Sam Roberts in the New York Times writes on the 200th birthday for the certification by city commissioners of a map by John Randel which subdivided Manhattan island into a two dimensional street grid with rectangular plots on which modern Manhattan arose.
The grid was the great leveler. By shifting millions of cubic yards of earth and rock, it carved out modest but equal flat lots (mostly 25 by 100 feet) available for purchase. And if it fostered what de Tocqueville viewed as relentless monotony, its coordinates also enabled drivers and pedestrians to figure out where they stood, physically and metaphorically.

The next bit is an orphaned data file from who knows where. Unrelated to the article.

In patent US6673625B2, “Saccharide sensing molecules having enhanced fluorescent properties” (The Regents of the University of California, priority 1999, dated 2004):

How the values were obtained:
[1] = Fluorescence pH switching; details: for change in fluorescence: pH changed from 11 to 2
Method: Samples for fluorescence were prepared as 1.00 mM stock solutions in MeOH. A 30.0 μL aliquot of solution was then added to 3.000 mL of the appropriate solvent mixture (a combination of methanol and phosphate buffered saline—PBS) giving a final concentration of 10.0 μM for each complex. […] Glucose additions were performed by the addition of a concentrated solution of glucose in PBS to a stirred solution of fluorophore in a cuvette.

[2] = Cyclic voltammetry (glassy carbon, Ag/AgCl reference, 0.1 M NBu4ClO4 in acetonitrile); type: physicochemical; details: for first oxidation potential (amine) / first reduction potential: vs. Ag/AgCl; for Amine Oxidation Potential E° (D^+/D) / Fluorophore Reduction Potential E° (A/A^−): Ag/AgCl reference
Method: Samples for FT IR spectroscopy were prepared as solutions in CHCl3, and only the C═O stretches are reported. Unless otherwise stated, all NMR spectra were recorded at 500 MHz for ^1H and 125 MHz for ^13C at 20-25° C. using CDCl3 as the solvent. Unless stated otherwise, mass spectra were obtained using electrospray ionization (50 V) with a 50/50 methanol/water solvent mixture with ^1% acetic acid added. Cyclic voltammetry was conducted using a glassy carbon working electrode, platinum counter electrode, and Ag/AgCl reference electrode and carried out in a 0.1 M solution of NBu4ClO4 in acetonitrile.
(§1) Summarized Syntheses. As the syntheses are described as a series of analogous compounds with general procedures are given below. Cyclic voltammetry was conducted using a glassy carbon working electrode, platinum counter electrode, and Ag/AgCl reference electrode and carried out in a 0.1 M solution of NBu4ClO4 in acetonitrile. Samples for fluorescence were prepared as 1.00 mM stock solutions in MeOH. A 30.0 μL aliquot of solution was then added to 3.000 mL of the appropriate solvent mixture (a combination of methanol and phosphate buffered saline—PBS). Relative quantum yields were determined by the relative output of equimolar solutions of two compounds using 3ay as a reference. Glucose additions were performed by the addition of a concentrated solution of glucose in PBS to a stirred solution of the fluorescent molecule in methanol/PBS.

“This is the purpose of New York’s geometry,” wrote Roland Barthes, the 20th-century French philosopher. “That each individual should be poetically the owner of the capital of the world.”